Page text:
JB put forward the concept of the study, designed the study, prepared the manuscript and contributed to the statistical analysis. WZ and YW contributed to the data acquisition. JA contributed to the quality control of data and algorithms. JZ analyzed the data and interpretation. YS edited the manuscript. WD and YS put forward the concept of the study, contributed to the data acquisition and data analysis and interpretation and reviewed the manuscript. All authors read and approved the final manuscript.

Acknowledgements

Not applicable.

Competing interests

The authors declare that they have no competing interests.

Ethical approval

This study was approved by the hospital ethics committee of the Third Hospital of Hebei Medical University, and all patients signed had informed consent.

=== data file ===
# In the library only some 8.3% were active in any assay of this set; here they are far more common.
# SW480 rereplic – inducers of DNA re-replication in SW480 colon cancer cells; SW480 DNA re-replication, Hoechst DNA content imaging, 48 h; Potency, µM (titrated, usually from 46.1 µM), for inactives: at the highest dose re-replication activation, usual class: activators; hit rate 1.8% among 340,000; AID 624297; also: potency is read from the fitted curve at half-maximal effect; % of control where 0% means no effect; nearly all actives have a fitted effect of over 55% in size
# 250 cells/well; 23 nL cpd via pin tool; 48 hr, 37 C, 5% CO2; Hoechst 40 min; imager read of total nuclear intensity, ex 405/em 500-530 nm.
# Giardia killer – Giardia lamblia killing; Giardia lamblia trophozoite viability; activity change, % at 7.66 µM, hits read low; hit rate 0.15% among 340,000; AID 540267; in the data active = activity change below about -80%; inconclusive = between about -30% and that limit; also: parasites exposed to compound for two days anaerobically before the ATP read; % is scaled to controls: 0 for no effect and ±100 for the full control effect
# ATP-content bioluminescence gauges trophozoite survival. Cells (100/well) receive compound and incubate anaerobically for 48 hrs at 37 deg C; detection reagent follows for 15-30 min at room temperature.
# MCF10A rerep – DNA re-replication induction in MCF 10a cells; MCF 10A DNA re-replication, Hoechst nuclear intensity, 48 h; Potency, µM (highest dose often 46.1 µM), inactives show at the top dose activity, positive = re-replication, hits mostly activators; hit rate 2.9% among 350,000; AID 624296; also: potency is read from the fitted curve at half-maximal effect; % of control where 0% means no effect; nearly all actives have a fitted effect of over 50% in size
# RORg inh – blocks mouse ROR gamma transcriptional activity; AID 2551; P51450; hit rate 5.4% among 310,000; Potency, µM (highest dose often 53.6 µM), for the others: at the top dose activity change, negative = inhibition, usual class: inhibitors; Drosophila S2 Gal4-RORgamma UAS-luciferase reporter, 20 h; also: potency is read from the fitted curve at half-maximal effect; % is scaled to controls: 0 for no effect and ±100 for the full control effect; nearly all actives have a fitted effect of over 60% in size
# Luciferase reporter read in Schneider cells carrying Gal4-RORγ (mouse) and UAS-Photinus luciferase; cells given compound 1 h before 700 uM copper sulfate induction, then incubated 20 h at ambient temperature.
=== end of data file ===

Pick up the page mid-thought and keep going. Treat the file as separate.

Open AccessThis article is distributed under the terms of the Creative Commons Attribution 4.0 International License (http://creativecommons.org/licenses/by/4.0/), which permits unrestricted use, distribution, and reproduction in any medium, provided you give appropriate credit to the original author(s) and the source, provide a link to the Creative Commons license, and indicate if changes were made. The Creative Commons Public Domain Dedication waiver (http://creativecommons.org/publicdomain/zero/1.0/) applies to the data made available in this article, unless otherwise stated.

Authors’ Affiliations

(1)
The Third Hospital of Hebei Medical University

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© The Author(s) 2017